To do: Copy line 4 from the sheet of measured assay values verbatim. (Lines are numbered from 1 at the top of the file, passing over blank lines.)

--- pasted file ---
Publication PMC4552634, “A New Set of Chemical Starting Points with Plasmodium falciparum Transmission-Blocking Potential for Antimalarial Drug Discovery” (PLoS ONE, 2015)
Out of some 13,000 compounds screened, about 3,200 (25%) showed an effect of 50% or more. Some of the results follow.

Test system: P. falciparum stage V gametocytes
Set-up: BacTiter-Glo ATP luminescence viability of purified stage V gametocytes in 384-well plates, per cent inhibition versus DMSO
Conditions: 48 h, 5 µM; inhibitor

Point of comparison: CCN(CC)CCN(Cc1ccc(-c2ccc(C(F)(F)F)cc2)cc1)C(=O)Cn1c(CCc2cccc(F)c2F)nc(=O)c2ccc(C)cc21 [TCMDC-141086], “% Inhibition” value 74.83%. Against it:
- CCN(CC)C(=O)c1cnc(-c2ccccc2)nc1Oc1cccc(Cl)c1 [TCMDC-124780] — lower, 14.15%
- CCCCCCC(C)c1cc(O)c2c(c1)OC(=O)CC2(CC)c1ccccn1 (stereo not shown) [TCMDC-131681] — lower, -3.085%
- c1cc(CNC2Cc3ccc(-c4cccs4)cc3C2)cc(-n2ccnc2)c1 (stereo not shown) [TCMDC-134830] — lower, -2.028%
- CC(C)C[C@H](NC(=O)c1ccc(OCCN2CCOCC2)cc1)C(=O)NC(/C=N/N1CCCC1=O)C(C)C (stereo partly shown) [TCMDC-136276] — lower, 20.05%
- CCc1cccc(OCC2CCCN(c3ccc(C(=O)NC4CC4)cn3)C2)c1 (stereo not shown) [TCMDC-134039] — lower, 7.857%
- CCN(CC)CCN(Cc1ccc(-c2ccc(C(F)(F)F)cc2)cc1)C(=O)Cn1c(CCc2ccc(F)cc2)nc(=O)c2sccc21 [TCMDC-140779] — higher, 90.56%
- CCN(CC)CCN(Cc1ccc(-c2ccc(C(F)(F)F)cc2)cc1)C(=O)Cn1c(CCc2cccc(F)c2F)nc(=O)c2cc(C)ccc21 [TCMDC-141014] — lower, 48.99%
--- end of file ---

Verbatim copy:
Set-up: BacTiter-Glo ATP luminescence viability of purified stage V gametocytes in 384-well plates, per cent inhibition versus DMSO